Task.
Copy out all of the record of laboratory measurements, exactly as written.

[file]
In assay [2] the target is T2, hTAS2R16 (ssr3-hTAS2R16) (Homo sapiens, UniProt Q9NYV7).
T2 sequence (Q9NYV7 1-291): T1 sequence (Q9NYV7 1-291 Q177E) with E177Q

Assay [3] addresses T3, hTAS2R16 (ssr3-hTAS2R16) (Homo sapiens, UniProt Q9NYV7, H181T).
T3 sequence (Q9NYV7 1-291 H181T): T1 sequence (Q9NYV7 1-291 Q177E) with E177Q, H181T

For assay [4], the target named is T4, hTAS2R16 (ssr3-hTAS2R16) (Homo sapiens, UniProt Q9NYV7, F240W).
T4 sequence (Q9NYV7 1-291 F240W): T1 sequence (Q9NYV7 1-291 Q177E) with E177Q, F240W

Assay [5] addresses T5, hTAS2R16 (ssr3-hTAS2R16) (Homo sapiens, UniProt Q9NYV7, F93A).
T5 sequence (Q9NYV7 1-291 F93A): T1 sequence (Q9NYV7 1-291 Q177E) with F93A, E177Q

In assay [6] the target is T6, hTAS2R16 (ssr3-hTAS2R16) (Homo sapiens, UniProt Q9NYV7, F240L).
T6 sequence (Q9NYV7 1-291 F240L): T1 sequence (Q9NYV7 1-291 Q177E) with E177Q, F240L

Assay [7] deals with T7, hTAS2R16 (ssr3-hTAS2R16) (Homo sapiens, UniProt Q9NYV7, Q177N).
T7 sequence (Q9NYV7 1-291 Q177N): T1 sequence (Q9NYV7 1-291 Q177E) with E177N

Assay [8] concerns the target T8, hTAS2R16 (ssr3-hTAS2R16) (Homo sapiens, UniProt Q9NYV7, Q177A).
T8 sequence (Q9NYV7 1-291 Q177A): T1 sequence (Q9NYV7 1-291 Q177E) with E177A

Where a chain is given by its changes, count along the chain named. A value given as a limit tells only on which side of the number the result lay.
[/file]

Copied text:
In assay [2] the target is T2, hTAS2R16 (ssr3-hTAS2R16) (Homo sapiens, UniProt Q9NYV7).
T2 sequence (Q9NYV7 1-291): T1 sequence (Q9NYV7 1-291 Q177E) with E177Q

Assay [3] addresses T3, hTAS2R16 (ssr3-hTAS2R16) (Homo sapiens, UniProt Q9NYV7, H181T).
T3 sequence (Q9NYV7 1-291 H181T): T1 sequence (Q9NYV7 1-291 Q177E) with E177Q, H181T

For assay [4], the target named is T4, hTAS2R16 (ssr3-hTAS2R16) (Homo sapiens, UniProt Q9NYV7, F240W).
T4 sequence (Q9NYV7 1-291 F240W): T1 sequence (Q9NYV7 1-291 Q177E) with E177Q, F240W

Assay [5] addresses T5, hTAS2R16 (ssr3-hTAS2R16) (Homo sapiens, UniProt Q9NYV7, F93A).
T5 sequence (Q9NYV7 1-291 F93A): T1 sequence (Q9NYV7 1-291 Q177E) with F93A, E177Q

In assay [6] the target is T6, hTAS2R16 (ssr3-hTAS2R16) (Homo sapiens, UniProt Q9NYV7, F240L).
T6 sequence (Q9NYV7 1-291 F240L): T1 sequence (Q9NYV7 1-291 Q177E) with E177Q, F240L

Assay [7] deals with T7, hTAS2R16 (ssr3-hTAS2R16) (Homo sapiens, UniProt Q9NYV7, Q177N).
T7 sequence (Q9NYV7 1-291 Q177N): T1 sequence (Q9NYV7 1-291 Q177E) with E177N

Assay [8] concerns the target T8, hTAS2R16 (ssr3-hTAS2R16) (Homo sapiens, UniProt Q9NYV7, Q177A).
T8 sequence (Q9NYV7 1-291 Q177A): T1 sequence (Q9NYV7 1-291 Q177E) with E177A

Where a chain is given by its changes, count along the chain named. A value given as a limit tells only on which side of the number the result lay.